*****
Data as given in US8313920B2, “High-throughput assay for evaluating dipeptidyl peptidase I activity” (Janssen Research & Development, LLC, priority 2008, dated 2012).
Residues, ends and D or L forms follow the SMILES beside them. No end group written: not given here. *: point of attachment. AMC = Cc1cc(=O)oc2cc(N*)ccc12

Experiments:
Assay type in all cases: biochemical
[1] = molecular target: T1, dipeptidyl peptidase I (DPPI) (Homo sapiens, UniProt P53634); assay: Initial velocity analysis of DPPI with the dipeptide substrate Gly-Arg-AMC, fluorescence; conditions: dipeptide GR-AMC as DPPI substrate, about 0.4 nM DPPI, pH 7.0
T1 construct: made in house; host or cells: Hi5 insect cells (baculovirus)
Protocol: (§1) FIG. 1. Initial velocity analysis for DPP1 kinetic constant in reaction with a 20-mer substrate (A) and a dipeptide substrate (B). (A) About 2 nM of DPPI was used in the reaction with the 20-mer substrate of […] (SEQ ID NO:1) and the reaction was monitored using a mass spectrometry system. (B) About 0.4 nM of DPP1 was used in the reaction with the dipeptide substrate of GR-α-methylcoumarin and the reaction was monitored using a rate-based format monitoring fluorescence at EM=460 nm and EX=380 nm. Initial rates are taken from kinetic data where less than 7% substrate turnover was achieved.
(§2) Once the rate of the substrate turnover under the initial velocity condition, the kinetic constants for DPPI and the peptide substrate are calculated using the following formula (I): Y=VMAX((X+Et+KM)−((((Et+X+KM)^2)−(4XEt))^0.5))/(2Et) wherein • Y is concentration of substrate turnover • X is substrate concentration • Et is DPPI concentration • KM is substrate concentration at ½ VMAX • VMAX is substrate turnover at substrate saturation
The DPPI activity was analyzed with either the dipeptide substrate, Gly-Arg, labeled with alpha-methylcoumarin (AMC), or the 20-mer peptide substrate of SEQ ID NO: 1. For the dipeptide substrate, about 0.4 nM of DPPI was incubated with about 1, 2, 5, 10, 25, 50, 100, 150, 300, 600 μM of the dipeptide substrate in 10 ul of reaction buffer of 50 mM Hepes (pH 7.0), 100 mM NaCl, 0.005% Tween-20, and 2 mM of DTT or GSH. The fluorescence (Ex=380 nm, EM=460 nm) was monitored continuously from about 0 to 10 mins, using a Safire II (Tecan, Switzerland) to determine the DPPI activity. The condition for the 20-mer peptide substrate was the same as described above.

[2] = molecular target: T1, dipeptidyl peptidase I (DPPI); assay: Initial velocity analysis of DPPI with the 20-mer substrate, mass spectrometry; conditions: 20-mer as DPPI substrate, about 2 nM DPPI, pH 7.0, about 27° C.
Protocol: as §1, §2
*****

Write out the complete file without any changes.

Data as given in US8313920B2, “High-throughput assay for evaluating dipeptidyl peptidase I activity” (Janssen Research & Development, LLC, priority 2008, dated 2012).
Residues, ends and D or L forms follow the SMILES beside them. No end group written: not given here. *: point of attachment. AMC = Cc1cc(=O)oc2cc(N*)ccc12

Experiments:
Assay type in all cases: biochemical
[1] = molecular target: T1, dipeptidyl peptidase I (DPPI) (Homo sapiens, UniProt P53634); assay: Initial velocity analysis of DPPI with the dipeptide substrate Gly-Arg-AMC, fluorescence; conditions: dipeptide GR-AMC as DPPI substrate, about 0.4 nM DPPI, pH 7.0
T1 construct: made in house; host or cells: Hi5 insect cells (baculovirus)
Protocol: (§1) FIG. 1. Initial velocity analysis for DPP1 kinetic constant in reaction with a 20-mer substrate (A) and a dipeptide substrate (B). (A) About 2 nM of DPPI was used in the reaction with the 20-mer substrate of […] (SEQ ID NO:1) and the reaction was monitored using a mass spectrometry system. (B) About 0.4 nM of DPP1 was used in the reaction with the dipeptide substrate of GR-α-methylcoumarin and the reaction was monitored using a rate-based format monitoring fluorescence at EM=460 nm and EX=380 nm. Initial rates are taken from kinetic data where less than 7% substrate turnover was achieved.
(§2) Once the rate of the substrate turnover under the initial velocity condition, the kinetic constants for DPPI and the peptide substrate are calculated using the following formula (I): Y=VMAX((X+Et+KM)−((((Et+X+KM)^2)−(4XEt))^0.5))/(2Et) wherein • Y is concentration of substrate turnover • X is substrate concentration • Et is DPPI concentration • KM is substrate concentration at ½ VMAX • VMAX is substrate turnover at substrate saturation
The DPPI activity was analyzed with either the dipeptide substrate, Gly-Arg, labeled with alpha-methylcoumarin (AMC), or the 20-mer peptide substrate of SEQ ID NO: 1. For the dipeptide substrate, about 0.4 nM of DPPI was incubated with about 1, 2, 5, 10, 25, 50, 100, 150, 300, 600 μM of the dipeptide substrate in 10 ul of reaction buffer of 50 mM Hepes (pH 7.0), 100 mM NaCl, 0.005% Tween-20, and 2 mM of DTT or GSH. The fluorescence (Ex=380 nm, EM=460 nm) was monitored continuously from about 0 to 10 mins, using a Safire II (Tecan, Switzerland) to determine the DPPI activity. The condition for the 20-mer peptide substrate was the same as described above.

[2] = molecular target: T1, dipeptidyl peptidase I (DPPI); assay: Initial velocity analysis of DPPI with the 20-mer substrate, mass spectrometry; conditions: 20-mer as DPPI substrate, about 2 nM DPPI, pH 7.0, about 27° C.
Protocol: as §1, §2